Milton Short, 2004 March 22
Scope and Contents
H. Milton Short, Jr. recounts his six terms serving on Charlotte city council (1965-1979) in Charlotte, North Carolina and his involvement with the urban renewal program. He characterizes Charlotte's redevelopment program as very popular among Charlotte's citizens, including black residents of Brooklyn, also known as Second Ward, who were impacted the most by the program. This stands in contrast to most of the other interviews in this collection, many of which are conversations with former residents of Brooklyn. He describes the eminent domain process as compensating homeowners fairly for their property, and the urban renewal program in Charlotte as innovative and viewed as a model by other cities around the United States. Mr. Short explains that it was difficult to sell the land in Brooklyn because it had to go to public auction, so he worked to get the law changed to land could be sold more directly. Other topics include Mr. Short's family, the Great Depression, his experiences growing up in Atlanta, Georgia, and writing wills with the Air Corps during World War II.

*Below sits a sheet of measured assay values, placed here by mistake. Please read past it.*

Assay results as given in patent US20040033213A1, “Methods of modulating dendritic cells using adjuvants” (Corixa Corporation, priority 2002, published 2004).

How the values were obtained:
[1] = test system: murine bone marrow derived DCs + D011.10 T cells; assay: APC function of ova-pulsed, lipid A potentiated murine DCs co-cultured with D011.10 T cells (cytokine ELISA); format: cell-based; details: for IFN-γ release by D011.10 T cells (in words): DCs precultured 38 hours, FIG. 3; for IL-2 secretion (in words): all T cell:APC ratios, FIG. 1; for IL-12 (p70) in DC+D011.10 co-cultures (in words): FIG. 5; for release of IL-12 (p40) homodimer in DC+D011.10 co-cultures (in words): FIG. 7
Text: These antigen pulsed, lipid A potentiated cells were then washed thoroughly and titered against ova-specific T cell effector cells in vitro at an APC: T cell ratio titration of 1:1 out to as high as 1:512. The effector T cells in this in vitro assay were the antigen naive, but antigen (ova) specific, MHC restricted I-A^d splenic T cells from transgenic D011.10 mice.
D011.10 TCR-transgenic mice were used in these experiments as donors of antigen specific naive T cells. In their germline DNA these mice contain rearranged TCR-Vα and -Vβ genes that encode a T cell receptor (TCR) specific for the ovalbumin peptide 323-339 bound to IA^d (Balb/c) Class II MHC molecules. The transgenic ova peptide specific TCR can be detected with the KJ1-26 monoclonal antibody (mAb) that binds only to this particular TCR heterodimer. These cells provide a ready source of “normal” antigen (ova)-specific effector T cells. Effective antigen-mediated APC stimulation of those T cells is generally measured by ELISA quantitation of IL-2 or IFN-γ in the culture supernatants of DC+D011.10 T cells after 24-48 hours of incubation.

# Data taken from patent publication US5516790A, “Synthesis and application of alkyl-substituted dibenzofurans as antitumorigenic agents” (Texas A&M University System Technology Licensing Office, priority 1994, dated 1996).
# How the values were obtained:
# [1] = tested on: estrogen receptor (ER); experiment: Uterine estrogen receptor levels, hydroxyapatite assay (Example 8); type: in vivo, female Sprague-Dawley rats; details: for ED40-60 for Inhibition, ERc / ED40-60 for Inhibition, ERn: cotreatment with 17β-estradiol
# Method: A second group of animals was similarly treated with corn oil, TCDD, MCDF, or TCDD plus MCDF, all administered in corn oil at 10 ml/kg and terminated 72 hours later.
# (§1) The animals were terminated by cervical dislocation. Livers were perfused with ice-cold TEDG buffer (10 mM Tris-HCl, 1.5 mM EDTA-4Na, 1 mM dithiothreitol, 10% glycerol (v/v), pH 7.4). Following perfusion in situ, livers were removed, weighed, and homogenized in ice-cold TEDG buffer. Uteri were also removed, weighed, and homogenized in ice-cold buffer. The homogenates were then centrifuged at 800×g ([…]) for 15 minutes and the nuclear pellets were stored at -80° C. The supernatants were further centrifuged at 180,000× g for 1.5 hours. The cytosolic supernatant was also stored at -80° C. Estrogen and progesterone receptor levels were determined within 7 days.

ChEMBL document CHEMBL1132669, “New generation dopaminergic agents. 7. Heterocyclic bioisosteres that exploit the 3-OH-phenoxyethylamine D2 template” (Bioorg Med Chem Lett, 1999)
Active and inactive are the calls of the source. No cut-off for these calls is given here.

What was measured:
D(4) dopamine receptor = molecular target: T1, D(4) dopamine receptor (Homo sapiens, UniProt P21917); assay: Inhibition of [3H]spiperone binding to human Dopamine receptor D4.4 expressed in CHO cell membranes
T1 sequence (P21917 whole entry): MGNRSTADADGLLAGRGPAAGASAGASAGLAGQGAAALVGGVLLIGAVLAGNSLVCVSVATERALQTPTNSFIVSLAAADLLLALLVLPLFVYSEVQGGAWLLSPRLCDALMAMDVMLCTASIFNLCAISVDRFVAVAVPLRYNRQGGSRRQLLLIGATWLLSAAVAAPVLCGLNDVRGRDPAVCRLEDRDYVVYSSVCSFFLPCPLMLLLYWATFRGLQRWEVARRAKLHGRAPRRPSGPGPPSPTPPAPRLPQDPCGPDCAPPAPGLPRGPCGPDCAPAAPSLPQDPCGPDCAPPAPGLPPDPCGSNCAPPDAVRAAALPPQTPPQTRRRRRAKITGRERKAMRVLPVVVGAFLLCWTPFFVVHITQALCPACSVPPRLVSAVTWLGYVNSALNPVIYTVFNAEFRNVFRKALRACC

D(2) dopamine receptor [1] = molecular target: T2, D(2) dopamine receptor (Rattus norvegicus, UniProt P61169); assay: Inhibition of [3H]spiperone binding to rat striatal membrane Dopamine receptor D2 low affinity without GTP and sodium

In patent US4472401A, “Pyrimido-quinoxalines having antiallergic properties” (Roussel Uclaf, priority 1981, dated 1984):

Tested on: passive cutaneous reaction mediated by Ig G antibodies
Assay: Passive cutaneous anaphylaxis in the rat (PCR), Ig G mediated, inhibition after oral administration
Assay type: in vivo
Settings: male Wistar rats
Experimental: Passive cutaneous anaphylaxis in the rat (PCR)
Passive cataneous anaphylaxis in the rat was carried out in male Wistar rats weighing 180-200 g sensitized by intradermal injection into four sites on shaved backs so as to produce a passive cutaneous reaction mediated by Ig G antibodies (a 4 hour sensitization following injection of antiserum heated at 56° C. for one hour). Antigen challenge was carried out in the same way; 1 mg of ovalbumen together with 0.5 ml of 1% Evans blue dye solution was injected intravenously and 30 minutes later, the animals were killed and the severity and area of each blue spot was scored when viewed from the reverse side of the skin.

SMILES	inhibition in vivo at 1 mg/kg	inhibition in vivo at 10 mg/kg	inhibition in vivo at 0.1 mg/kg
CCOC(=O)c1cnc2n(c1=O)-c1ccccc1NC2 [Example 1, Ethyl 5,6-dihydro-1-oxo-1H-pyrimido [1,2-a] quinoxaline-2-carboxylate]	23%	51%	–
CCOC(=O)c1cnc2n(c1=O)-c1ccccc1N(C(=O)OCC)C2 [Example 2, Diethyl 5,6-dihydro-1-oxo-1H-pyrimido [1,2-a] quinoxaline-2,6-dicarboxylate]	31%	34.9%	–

- Creation: 2004 March 22
Conditions Governing Access
3 of the 57 interviews have been digitized and are available in the digital repository.
Milton Short was an 85-year-old man at the time of interview, which took place in Charlotte, North Carolina. He was born in Charlotte in 1919. He was educated at the University of North Carolina at Chapel Hill School of Law, and was employed as a lawyer, with his family's furniture business, Mecklenburg Furniture Company, and on the Charlotte city council (1965-1979).
Language of Materials
Part of the Oral Histories, J. Murrey Atkins Library Special Collections and University Archives, UNC Charlotte Repository
Atkins Library, UNC Charlotte
9201 University City Blvd
Charlotte NC 28223 United States